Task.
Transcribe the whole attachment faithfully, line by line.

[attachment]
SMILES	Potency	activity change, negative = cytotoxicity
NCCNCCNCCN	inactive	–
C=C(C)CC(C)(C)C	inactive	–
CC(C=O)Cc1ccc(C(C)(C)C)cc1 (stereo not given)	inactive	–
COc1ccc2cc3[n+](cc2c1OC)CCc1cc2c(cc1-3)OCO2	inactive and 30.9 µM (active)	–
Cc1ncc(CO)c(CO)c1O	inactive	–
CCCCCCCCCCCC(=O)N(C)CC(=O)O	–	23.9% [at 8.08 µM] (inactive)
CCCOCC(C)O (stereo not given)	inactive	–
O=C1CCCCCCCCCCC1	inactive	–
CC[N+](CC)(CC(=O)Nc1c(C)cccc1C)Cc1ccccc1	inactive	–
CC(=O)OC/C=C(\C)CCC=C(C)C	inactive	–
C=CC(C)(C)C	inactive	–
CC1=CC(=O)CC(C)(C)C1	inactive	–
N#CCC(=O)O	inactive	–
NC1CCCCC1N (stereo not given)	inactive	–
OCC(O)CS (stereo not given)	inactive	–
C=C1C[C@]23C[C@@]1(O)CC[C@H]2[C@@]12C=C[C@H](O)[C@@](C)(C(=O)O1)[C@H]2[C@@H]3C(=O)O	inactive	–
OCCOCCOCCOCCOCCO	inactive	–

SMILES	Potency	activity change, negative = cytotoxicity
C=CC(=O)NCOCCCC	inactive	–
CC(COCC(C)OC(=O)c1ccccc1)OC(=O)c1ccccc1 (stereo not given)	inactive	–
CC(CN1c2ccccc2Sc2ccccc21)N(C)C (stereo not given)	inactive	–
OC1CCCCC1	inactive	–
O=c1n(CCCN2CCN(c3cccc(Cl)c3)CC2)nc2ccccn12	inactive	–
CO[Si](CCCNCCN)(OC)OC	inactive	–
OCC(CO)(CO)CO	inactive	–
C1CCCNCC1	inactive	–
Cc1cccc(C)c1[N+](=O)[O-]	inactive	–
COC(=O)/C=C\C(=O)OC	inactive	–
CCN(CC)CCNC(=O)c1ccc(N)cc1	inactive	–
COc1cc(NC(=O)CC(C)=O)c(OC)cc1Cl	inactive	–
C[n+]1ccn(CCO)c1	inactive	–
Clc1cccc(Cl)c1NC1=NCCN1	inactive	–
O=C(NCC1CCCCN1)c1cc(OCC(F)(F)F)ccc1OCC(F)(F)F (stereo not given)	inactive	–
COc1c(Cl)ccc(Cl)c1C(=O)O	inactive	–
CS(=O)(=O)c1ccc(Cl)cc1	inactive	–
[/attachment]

SMILES	Potency	activity change, negative = cytotoxicity
NCCNCCNCCN	inactive	–
C=C(C)CC(C)(C)C	inactive	–
CC(C=O)Cc1ccc(C(C)(C)C)cc1 (stereo not given)	inactive	–
COc1ccc2cc3[n+](cc2c1OC)CCc1cc2c(cc1-3)OCO2	inactive and 30.9 µM (active)	–
Cc1ncc(CO)c(CO)c1O	inactive	–
CCCCCCCCCCCC(=O)N(C)CC(=O)O	–	23.9% [at 8.08 µM] (inactive)
CCCOCC(C)O (stereo not given)	inactive	–
O=C1CCCCCCCCCCC1	inactive	–
CC[N+](CC)(CC(=O)Nc1c(C)cccc1C)Cc1ccccc1	inactive	–
CC(=O)OC/C=C(\C)CCC=C(C)C	inactive	–
C=CC(C)(C)C	inactive	–
CC1=CC(=O)CC(C)(C)C1	inactive	–
N#CCC(=O)O	inactive	–
NC1CCCCC1N (stereo not given)	inactive	–
OCC(O)CS (stereo not given)	inactive	–
C=C1C[C@]23C[C@@]1(O)CC[C@H]2[C@@]12C=C[C@H](O)[C@@](C)(C(=O)O1)[C@H]2[C@@H]3C(=O)O	inactive	–
OCCOCCOCCOCCOCCO	inactive	–

SMILES	Potency	activity change, negative = cytotoxicity
C=CC(=O)NCOCCCC	inactive	–
CC(COCC(C)OC(=O)c1ccccc1)OC(=O)c1ccccc1 (stereo not given)	inactive	–
CC(CN1c2ccccc2Sc2ccccc21)N(C)C (stereo not given)	inactive	–
OC1CCCCC1	inactive	–
O=c1n(CCCN2CCN(c3cccc(Cl)c3)CC2)nc2ccccn12	inactive	–
CO[Si](CCCNCCN)(OC)OC	inactive	–
OCC(CO)(CO)CO	inactive	–
C1CCCNCC1	inactive	–
Cc1cccc(C)c1[N+](=O)[O-]	inactive	–
COC(=O)/C=C\C(=O)OC	inactive	–
CCN(CC)CCNC(=O)c1ccc(N)cc1	inactive	–
COc1cc(NC(=O)CC(C)=O)c(OC)cc1Cl	inactive	–
C[n+]1ccn(CCO)c1	inactive	–
Clc1cccc(Cl)c1NC1=NCCN1	inactive	–
O=C(NCC1CCCCN1)c1cc(OCC(F)(F)F)ccc1OCC(F)(F)F (stereo not given)	inactive	–
COc1c(Cl)ccc(Cl)c1C(=O)O	inactive	–
CS(=O)(=O)c1ccc(Cl)cc1	inactive	–